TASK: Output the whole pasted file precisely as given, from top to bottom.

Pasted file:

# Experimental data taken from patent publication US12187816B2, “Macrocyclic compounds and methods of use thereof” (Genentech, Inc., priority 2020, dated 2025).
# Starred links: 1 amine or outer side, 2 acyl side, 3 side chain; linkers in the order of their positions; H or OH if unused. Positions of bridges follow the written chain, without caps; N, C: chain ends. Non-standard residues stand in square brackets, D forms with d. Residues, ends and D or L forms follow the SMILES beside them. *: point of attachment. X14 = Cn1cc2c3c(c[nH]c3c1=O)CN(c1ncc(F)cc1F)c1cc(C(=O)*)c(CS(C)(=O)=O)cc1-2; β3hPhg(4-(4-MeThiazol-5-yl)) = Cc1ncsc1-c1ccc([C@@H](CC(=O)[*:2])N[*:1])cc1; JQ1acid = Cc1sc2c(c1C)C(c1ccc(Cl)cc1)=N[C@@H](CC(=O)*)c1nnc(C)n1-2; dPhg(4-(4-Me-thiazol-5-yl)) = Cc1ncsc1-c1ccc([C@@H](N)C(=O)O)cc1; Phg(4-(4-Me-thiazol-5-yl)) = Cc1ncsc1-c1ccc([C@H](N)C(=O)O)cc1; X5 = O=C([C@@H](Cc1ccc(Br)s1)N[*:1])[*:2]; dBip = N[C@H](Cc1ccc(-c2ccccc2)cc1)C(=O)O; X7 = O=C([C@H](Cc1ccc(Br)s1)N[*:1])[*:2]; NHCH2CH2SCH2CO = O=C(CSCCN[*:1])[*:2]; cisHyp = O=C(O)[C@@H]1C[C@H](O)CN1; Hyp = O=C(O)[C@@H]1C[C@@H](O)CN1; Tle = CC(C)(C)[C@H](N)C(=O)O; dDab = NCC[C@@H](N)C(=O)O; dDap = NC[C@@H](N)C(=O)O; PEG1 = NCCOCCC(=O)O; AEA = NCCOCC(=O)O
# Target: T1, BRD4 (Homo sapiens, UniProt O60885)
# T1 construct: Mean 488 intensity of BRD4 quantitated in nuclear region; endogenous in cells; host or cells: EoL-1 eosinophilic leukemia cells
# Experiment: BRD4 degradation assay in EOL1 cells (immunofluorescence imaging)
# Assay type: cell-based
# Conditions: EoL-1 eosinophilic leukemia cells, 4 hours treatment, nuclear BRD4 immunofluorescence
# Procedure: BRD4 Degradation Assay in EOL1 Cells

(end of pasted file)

# Experimental data taken from patent publication US12187816B2, “Macrocyclic compounds and methods of use thereof” (Genentech, Inc., priority 2020, dated 2025).
# Starred links: 1 amine or outer side, 2 acyl side, 3 side chain; linkers in the order of their positions; H or OH if unused. Positions of bridges follow the written chain, without caps; N, C: chain ends. Non-standard residues stand in square brackets, D forms with d. Residues, ends and D or L forms follow the SMILES beside them. *: point of attachment. X14 = Cn1cc2c3c(c[nH]c3c1=O)CN(c1ncc(F)cc1F)c1cc(C(=O)*)c(CS(C)(=O)=O)cc1-2; β3hPhg(4-(4-MeThiazol-5-yl)) = Cc1ncsc1-c1ccc([C@@H](CC(=O)[*:2])N[*:1])cc1; JQ1acid = Cc1sc2c(c1C)C(c1ccc(Cl)cc1)=N[C@@H](CC(=O)*)c1nnc(C)n1-2; dPhg(4-(4-Me-thiazol-5-yl)) = Cc1ncsc1-c1ccc([C@@H](N)C(=O)O)cc1; Phg(4-(4-Me-thiazol-5-yl)) = Cc1ncsc1-c1ccc([C@H](N)C(=O)O)cc1; X5 = O=C([C@@H](Cc1ccc(Br)s1)N[*:1])[*:2]; dBip = N[C@H](Cc1ccc(-c2ccccc2)cc1)C(=O)O; X7 = O=C([C@H](Cc1ccc(Br)s1)N[*:1])[*:2]; NHCH2CH2SCH2CO = O=C(CSCCN[*:1])[*:2]; cisHyp = O=C(O)[C@@H]1C[C@H](O)CN1; Hyp = O=C(O)[C@@H]1C[C@@H](O)CN1; Tle = CC(C)(C)[C@H](N)C(=O)O; dDab = NCC[C@@H](N)C(=O)O; dDap = NC[C@@H](N)C(=O)O; PEG1 = NCCOCCC(=O)O; AEA = NCCOCC(=O)O
# Target: T1, BRD4 (Homo sapiens, UniProt O60885)
# T1 construct: Mean 488 intensity of BRD4 quantitated in nuclear region; endogenous in cells; host or cells: EoL-1 eosinophilic leukemia cells
# Experiment: BRD4 degradation assay in EOL1 cells (immunofluorescence imaging)
# Assay type: cell-based
# Conditions: EoL-1 eosinophilic leukemia cells, 4 hours treatment, nuclear BRD4 immunofluorescence
# Procedure: BRD4 Degradation Assay in EOL1 Cells